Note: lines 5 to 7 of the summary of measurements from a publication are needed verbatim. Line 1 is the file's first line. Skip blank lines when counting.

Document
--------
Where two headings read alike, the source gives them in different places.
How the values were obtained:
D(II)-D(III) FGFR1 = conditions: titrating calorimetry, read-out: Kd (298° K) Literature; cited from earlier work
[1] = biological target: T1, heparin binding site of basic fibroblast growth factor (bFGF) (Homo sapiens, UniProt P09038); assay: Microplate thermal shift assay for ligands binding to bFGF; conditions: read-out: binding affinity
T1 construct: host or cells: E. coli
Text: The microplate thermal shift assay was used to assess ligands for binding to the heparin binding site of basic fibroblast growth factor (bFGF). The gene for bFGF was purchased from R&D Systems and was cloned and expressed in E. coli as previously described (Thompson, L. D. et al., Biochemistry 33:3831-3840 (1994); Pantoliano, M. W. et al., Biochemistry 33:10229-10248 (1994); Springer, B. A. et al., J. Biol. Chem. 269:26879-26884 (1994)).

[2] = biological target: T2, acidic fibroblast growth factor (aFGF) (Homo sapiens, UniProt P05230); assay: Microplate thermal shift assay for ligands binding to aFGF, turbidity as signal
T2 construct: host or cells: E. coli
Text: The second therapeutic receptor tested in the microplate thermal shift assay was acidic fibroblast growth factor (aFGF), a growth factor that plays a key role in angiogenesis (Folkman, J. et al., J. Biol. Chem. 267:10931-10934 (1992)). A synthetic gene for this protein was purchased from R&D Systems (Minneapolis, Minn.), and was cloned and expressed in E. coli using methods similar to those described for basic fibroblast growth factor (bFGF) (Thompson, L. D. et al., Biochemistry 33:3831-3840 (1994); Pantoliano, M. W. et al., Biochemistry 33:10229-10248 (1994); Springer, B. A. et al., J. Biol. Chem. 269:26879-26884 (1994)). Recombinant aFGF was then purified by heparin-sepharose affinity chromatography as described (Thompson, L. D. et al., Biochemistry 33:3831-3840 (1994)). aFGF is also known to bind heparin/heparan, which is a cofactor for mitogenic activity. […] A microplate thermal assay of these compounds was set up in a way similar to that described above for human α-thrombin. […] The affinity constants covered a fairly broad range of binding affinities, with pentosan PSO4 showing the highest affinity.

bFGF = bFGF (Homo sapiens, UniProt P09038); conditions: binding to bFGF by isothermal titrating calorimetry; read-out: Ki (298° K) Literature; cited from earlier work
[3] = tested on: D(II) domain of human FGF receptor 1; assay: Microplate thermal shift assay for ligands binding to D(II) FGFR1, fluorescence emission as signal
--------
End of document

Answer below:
T1 construct: host or cells: E. coli
Text: The microplate thermal shift assay was used to assess ligands for binding to the heparin binding site of basic fibroblast growth factor (bFGF). The gene for bFGF was purchased from R&D Systems and was cloned and expressed in E. coli as previously described (Thompson, L. D. et al., Biochemistry 33:3831-3840 (1994); Pantoliano, M. W. et al., Biochemistry 33:10229-10248 (1994); Springer, B. A. et al., J. Biol. Chem. 269:26879-26884 (1994)).

[2] = biological target: T2, acidic fibroblast growth factor (aFGF) (Homo sapiens, UniProt P05230); assay: Microplate thermal shift assay for ligands binding to aFGF, turbidity as signal